Fun Facts from IMDb.com
* After both agents shoot down the alien ship near the end of the film, K arrests the alien, citing his violation of the "Tycho Treaty." Tycho was the crater on the Moon (named after 16th century Danish astronomer, Tycho Brahe who incidentally had a false nose made of a copper alloy) where the monolith was found in 2001: A Space Odyssey
* When K reveals there are about 1500 aliens on Earth and most of them are on Manhattan just trying to make a living, James asks "Cab drivers?" In "So long and thanks for all the fish" (part of the "Hitchhiker's Guide to the Galaxy" series), Ford Prefect submits an entry to the Guide hinting that driving a cab is a good way to make a living for aliens visiting New York
* The MIB headquarters are located in the ventilation tower of the Brooklyn-Battery Tunnel, which connects Manhattan with Brooklyn.
* The film's climax takes place on the site in Flushing Meadows, New York, where the 1964 World's Fair was held. To make them into credible flying saucers, the CG renditions of the towers at Flushing Meadows, Corona Park, where the finale takes place, are substantially different from the actual buildings. Primarily, there are actually three structures of varying height, not two as shown in the film. Additionally, the saucer dish of the shortest tower intersects with the poles of the taller ones, and the dish of the mid-sized tower intersects with the pole of the largest one. Therefore, there is really only one complete saucer - on top of the tallest building.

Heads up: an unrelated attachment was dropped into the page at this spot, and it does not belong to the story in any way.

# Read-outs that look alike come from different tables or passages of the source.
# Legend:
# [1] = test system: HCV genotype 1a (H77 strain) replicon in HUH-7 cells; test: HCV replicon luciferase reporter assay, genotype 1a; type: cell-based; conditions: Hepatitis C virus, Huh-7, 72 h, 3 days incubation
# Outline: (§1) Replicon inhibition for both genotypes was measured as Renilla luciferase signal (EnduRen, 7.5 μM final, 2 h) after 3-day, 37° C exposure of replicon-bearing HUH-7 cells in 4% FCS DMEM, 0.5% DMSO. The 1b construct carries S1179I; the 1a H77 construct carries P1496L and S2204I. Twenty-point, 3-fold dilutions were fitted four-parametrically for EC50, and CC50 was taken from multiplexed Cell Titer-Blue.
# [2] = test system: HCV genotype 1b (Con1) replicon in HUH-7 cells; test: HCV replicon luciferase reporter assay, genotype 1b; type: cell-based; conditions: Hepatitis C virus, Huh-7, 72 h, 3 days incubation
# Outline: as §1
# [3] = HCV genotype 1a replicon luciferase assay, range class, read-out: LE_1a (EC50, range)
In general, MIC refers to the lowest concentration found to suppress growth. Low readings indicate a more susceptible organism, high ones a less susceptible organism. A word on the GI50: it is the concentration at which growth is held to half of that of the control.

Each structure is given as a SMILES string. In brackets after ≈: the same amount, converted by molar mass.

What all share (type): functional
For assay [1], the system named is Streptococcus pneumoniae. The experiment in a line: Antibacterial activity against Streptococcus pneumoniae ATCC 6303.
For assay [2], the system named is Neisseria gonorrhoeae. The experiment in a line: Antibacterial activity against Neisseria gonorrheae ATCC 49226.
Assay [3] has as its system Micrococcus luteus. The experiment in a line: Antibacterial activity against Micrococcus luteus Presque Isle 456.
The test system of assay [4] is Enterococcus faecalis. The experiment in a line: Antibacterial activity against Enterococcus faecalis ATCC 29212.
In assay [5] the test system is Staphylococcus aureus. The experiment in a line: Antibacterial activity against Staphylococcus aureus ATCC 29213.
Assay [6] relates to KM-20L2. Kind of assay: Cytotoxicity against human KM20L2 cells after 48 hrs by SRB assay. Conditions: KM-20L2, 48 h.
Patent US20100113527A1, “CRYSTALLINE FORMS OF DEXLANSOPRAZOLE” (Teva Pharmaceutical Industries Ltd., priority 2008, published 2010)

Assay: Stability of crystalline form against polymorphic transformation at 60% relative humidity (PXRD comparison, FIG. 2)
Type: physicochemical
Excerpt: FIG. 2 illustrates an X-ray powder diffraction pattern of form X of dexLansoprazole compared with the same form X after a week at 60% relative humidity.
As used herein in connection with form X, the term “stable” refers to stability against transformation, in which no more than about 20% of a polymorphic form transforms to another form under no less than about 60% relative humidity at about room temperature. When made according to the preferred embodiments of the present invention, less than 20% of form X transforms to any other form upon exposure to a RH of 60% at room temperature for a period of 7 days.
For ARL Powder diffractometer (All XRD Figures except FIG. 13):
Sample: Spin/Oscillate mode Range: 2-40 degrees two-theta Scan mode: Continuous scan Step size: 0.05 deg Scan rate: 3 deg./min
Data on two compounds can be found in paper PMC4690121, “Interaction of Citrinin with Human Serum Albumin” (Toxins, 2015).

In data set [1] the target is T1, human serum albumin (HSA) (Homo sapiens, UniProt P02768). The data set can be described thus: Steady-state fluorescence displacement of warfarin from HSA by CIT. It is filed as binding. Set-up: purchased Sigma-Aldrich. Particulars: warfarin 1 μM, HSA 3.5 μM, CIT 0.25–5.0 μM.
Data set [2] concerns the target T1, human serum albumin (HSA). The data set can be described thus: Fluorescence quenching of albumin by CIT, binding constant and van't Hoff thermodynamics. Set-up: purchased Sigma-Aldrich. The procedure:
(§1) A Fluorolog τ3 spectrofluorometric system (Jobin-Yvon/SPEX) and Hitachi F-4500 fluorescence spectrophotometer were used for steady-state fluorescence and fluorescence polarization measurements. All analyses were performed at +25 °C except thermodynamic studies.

* Crazy Credits "The animals and aliens used in this film were in no way mistreated and all scenes in which they appeared were under strict supervision with the utmost concern for their handling"
* Chris O'Donnell was first offered the role of J.
* David Schwimmer' was asked to play the role of J before Will Smith, but turned it down.
* Clint Eastwood was offered the role of K but turned it down.
* Quentin Tarantino was originally offered the chance to direct, but turned it down
* In the scene where K takes J through the arrivals and customs area, there is an alien father and son. The actress who played the father is Debbie Lee Carrington, who went on to play Mini Mimi on "The Drew Carey Show" (1995), while the son was played by Verne Troyer, who went on to play Mini Me in Austin Powers: The Spy Who Shagged Me (1999)
* When Kay tells EdgarBug that he is in violation of section 4153 of the Tycho Treaty, this is a reference to director Barry Sonnenfeld's birthday, 1 April 1953
* To attain a PG rating rather than a more restrictive M15+ in Australia, the following changes were made: When the alien jumps from the building in the beginning, rather than hitting the ground with a "thud", he now sparkles away in midair; The scene describing what the bug does to Edgar's skin has been snipped; The fumigator's death has been shortened, removing the shot of the spray gun being rammed down his throat. The shot of the dead waiter stuffed under the counter is shortened (when did the land of Mad Max go so soft?)
Trivia for MIB2 from IMDb.com
* The original ending of the film included a scene in which the World Trade Center towers opened up, releasing a swarm of UFOs into the air. Following the towers' destruction, the film's ending was changed.
* The original pug from Men in Black was used to play Frank again, but since the pug was now seven years old, they used makeup to hide the gray fur around its nose.